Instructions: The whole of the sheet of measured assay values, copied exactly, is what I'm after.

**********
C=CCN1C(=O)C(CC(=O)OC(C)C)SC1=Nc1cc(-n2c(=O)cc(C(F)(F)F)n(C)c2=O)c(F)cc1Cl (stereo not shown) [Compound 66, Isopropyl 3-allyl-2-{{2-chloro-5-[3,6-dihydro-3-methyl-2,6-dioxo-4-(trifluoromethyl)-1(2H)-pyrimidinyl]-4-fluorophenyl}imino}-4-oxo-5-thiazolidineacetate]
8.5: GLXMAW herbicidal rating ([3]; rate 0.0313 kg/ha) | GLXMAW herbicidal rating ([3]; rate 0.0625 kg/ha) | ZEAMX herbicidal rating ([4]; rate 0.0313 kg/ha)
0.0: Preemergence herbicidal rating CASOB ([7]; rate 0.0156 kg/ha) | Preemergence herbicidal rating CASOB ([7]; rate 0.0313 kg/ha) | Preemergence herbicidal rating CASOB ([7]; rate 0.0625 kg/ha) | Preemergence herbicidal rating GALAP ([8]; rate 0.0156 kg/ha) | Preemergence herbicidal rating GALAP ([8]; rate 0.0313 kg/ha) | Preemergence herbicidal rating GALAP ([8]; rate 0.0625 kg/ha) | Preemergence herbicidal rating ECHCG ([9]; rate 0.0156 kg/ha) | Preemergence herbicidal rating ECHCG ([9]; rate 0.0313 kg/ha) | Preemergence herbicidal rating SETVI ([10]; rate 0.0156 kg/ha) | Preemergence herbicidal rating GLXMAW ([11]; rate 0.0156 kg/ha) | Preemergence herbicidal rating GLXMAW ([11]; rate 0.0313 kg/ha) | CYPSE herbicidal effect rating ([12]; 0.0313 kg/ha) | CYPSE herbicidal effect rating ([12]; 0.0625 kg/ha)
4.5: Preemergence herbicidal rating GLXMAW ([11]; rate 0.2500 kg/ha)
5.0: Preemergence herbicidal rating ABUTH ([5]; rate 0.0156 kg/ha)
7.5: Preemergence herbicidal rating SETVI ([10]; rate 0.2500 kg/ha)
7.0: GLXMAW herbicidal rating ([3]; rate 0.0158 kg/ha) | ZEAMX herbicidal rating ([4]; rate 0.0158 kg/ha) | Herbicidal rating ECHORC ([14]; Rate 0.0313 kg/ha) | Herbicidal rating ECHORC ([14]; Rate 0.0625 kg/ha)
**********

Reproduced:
C=CCN1C(=O)C(CC(=O)OC(C)C)SC1=Nc1cc(-n2c(=O)cc(C(F)(F)F)n(C)c2=O)c(F)cc1Cl (stereo not shown) [Compound 66, Isopropyl 3-allyl-2-{{2-chloro-5-[3,6-dihydro-3-methyl-2,6-dioxo-4-(trifluoromethyl)-1(2H)-pyrimidinyl]-4-fluorophenyl}imino}-4-oxo-5-thiazolidineacetate]
8.5: GLXMAW herbicidal rating ([3]; rate 0.0313 kg/ha) | GLXMAW herbicidal rating ([3]; rate 0.0625 kg/ha) | ZEAMX herbicidal rating ([4]; rate 0.0313 kg/ha)
0.0: Preemergence herbicidal rating CASOB ([7]; rate 0.0156 kg/ha) | Preemergence herbicidal rating CASOB ([7]; rate 0.0313 kg/ha) | Preemergence herbicidal rating CASOB ([7]; rate 0.0625 kg/ha) | Preemergence herbicidal rating GALAP ([8]; rate 0.0156 kg/ha) | Preemergence herbicidal rating GALAP ([8]; rate 0.0313 kg/ha) | Preemergence herbicidal rating GALAP ([8]; rate 0.0625 kg/ha) | Preemergence herbicidal rating ECHCG ([9]; rate 0.0156 kg/ha) | Preemergence herbicidal rating ECHCG ([9]; rate 0.0313 kg/ha) | Preemergence herbicidal rating SETVI ([10]; rate 0.0156 kg/ha) | Preemergence herbicidal rating GLXMAW ([11]; rate 0.0156 kg/ha) | Preemergence herbicidal rating GLXMAW ([11]; rate 0.0313 kg/ha) | CYPSE herbicidal effect rating ([12]; 0.0313 kg/ha) | CYPSE herbicidal effect rating ([12]; 0.0625 kg/ha)
4.5: Preemergence herbicidal rating GLXMAW ([11]; rate 0.2500 kg/ha)
5.0: Preemergence herbicidal rating ABUTH ([5]; rate 0.0156 kg/ha)
7.5: Preemergence herbicidal rating SETVI ([10]; rate 0.2500 kg/ha)
7.0: GLXMAW herbicidal rating ([3]; rate 0.0158 kg/ha) | ZEAMX herbicidal rating ([4]; rate 0.0158 kg/ha) | Herbicidal rating ECHORC ([14]; Rate 0.0313 kg/ha) | Herbicidal rating ECHORC ([14]; Rate 0.0625 kg/ha)